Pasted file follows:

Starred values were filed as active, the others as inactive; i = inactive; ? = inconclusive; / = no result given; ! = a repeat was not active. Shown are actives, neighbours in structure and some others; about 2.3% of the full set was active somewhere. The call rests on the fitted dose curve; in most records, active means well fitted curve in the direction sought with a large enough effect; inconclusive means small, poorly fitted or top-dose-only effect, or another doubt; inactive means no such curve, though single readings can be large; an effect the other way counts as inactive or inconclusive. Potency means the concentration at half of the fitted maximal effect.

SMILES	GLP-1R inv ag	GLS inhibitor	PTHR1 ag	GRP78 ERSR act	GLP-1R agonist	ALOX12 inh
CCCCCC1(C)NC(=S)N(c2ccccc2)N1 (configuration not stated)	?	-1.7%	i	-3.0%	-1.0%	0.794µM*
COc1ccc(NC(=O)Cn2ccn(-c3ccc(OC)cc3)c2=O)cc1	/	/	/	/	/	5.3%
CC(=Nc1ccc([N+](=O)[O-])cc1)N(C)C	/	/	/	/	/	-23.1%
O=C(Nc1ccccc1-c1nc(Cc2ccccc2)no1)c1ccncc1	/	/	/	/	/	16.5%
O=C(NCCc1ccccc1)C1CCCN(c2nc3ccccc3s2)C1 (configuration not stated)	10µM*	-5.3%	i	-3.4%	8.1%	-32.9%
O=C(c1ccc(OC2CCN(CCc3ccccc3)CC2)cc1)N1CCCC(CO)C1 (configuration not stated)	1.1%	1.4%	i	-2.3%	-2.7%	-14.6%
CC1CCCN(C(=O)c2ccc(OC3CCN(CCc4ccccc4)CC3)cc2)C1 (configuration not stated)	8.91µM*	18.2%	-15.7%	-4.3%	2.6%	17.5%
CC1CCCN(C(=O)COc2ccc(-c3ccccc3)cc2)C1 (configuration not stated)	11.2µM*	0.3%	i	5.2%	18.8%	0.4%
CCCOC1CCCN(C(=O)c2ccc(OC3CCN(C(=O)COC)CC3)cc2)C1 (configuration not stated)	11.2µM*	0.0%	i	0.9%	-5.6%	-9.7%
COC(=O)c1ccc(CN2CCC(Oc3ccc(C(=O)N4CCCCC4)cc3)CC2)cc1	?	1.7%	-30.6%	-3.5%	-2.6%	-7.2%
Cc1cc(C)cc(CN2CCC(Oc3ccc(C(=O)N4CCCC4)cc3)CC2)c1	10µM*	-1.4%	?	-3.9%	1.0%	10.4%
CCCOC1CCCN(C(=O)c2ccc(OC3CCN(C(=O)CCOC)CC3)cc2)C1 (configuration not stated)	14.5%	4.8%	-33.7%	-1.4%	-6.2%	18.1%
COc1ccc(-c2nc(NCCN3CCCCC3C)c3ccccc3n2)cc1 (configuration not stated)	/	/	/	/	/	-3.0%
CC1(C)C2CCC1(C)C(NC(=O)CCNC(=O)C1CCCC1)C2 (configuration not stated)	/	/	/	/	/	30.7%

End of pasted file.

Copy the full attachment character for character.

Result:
Starred values were filed as active, the others as inactive; i = inactive; ? = inconclusive; / = no result given; ! = a repeat was not active. Shown are actives, neighbours in structure and some others; about 2.3% of the full set was active somewhere. The call rests on the fitted dose curve; in most records, active means well fitted curve in the direction sought with a large enough effect; inconclusive means small, poorly fitted or top-dose-only effect, or another doubt; inactive means no such curve, though single readings can be large; an effect the other way counts as inactive or inconclusive. Potency means the concentration at half of the fitted maximal effect.

SMILES	GLP-1R inv ag	GLS inhibitor	PTHR1 ag	GRP78 ERSR act	GLP-1R agonist	ALOX12 inh
CCCCCC1(C)NC(=S)N(c2ccccc2)N1 (configuration not stated)	?	-1.7%	i	-3.0%	-1.0%	0.794µM*
COc1ccc(NC(=O)Cn2ccn(-c3ccc(OC)cc3)c2=O)cc1	/	/	/	/	/	5.3%
CC(=Nc1ccc([N+](=O)[O-])cc1)N(C)C	/	/	/	/	/	-23.1%
O=C(Nc1ccccc1-c1nc(Cc2ccccc2)no1)c1ccncc1	/	/	/	/	/	16.5%
O=C(NCCc1ccccc1)C1CCCN(c2nc3ccccc3s2)C1 (configuration not stated)	10µM*	-5.3%	i	-3.4%	8.1%	-32.9%
O=C(c1ccc(OC2CCN(CCc3ccccc3)CC2)cc1)N1CCCC(CO)C1 (configuration not stated)	1.1%	1.4%	i	-2.3%	-2.7%	-14.6%
CC1CCCN(C(=O)c2ccc(OC3CCN(CCc4ccccc4)CC3)cc2)C1 (configuration not stated)	8.91µM*	18.2%	-15.7%	-4.3%	2.6%	17.5%
CC1CCCN(C(=O)COc2ccc(-c3ccccc3)cc2)C1 (configuration not stated)	11.2µM*	0.3%	i	5.2%	18.8%	0.4%
CCCOC1CCCN(C(=O)c2ccc(OC3CCN(C(=O)COC)CC3)cc2)C1 (configuration not stated)	11.2µM*	0.0%	i	0.9%	-5.6%	-9.7%
COC(=O)c1ccc(CN2CCC(Oc3ccc(C(=O)N4CCCCC4)cc3)CC2)cc1	?	1.7%	-30.6%	-3.5%	-2.6%	-7.2%
Cc1cc(C)cc(CN2CCC(Oc3ccc(C(=O)N4CCCC4)cc3)CC2)c1	10µM*	-1.4%	?	-3.9%	1.0%	10.4%
CCCOC1CCCN(C(=O)c2ccc(OC3CCN(C(=O)CCOC)CC3)cc2)C1 (configuration not stated)	14.5%	4.8%	-33.7%	-1.4%	-6.2%	18.1%
COc1ccc(-c2nc(NCCN3CCCCC3C)c3ccccc3n2)cc1 (configuration not stated)	/	/	/	/	/	-3.0%
CC1(C)C2CCC1(C)C(NC(=O)CCNC(=O)C1CCCC1)C2 (configuration not stated)	/	/	/	/	/	30.7%